Just one geek's opinions and epiphanies

WordPress 3.0.2


The good Cole boys at Automattic have released a new patch, and are suggesting people update immediately to avoid being subject to a zero day bug.

I just installed the update from my phone, gotta love the technology.

VaultPress: An Automattic Thingamajig


So they cool kids over at Automattic have done it again. They have produced a new product, with a great name that will do great things. What great things? How about protect your entire blog (or site) that is built on WordPress. Not just the content, but the plugins and everything else. Here is what VaultPress.com has to say about it:

VaultPress is the only restoration service built on the Automattic grid that reliably serves over 10 million WordPress.com blogs and 250 million monthly visitors. VaultPress protects more than just your content. VaultPress understands the complete WordPress environment. This means your plugins, dashboard, themes, comments, and even your post revisions are all safeguarded and ready to be restored.

They plan to charge $15/month (give or take) but right now you can apply for your golden ticket at VaultPress.com, which will get you access to the service for free while they are still testing things out.

The golden passes are being handed out at random, so head over and sign up!

Applied Security Visualization


[caption id="" align="alignleft" width="160" caption="Applied Security Visualization by Raffael Marty (Addison-Wesley)"]Applied Security Visualization by Raffael Marty (Addison-Wesley)[/caption]

Raffael Marty is very excited about the visualization of security data, this fact shines out of every chapter of Applied Security Visualization. Raffael, cheif security strategist and senior product manager for Splunk, walks you through the collection, parsing, and displaying of security data for the purpose of learning what you can as fast as you can from your visualizations.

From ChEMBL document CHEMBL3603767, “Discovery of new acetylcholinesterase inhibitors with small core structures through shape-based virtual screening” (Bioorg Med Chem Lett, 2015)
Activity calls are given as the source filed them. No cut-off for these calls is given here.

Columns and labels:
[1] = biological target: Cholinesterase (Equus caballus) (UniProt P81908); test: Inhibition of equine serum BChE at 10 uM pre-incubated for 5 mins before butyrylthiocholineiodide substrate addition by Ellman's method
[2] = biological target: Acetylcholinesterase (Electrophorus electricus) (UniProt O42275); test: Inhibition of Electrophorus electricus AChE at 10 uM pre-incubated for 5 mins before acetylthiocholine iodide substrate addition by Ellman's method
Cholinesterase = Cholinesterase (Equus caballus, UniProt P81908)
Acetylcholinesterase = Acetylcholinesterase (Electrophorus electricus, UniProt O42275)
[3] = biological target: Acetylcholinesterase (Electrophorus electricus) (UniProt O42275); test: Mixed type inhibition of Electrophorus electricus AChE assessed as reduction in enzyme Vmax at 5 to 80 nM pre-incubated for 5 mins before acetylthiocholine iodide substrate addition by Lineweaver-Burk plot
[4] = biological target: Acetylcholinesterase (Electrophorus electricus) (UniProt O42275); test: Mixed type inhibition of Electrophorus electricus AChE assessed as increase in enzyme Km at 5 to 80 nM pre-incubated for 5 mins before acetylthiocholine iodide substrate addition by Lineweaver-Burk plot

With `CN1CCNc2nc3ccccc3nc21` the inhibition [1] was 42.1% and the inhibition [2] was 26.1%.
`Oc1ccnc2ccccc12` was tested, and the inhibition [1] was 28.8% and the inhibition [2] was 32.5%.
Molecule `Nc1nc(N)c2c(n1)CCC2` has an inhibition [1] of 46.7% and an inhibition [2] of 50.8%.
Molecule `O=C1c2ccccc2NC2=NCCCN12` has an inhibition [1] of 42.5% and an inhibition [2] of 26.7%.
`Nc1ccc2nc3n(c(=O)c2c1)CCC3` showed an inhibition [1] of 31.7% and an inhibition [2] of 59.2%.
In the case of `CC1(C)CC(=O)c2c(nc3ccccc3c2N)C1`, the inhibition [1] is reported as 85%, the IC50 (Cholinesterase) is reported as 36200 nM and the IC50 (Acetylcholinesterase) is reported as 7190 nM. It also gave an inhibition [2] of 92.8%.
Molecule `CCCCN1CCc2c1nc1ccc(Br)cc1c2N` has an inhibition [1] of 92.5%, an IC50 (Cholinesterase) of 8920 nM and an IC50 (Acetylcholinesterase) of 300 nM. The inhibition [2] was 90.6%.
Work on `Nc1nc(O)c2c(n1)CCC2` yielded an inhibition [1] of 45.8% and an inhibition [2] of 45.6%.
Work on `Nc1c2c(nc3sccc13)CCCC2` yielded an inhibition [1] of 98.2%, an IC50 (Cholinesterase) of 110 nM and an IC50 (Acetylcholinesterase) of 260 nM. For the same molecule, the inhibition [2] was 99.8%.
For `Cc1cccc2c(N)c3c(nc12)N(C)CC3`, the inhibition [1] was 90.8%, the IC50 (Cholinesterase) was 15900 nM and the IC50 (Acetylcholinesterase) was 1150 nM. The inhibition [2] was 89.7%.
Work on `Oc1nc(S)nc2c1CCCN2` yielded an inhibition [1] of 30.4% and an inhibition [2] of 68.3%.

The overall information gained from this book is priceless. Knowing where to look for your security information, and more importantly how to interperate that data. Raffael is quick to explain throughout the book the different places you would look for specific data. He explains the different logging details of different vendors, and why each vendor make the choices they did. He is also quick to point out how to expand reporting from the default, and most times, limited reporting of logs.

The information contained in this book is really great, and there is a ton of it, however, getting to the information you care about and need to know takes time and some serious determination. To put it bluntly, this book is extremely boring. It took me about twice the normal time I take to read a book this size. Partially due to the fact that there is so much detailed information and you will spend a lot of time flipping back and forth through to book to remember exactly why Raffael is doing something. If you are really into security, and you wish to know more about you network, security or really any general logged information, this book will guide you to it, and show you exactly what you want to know, or better yet, exactly what you don't know.

Published by Addison Wesley, you can pick up Applied Security Visualization by Raffael Marty at Amazon.com.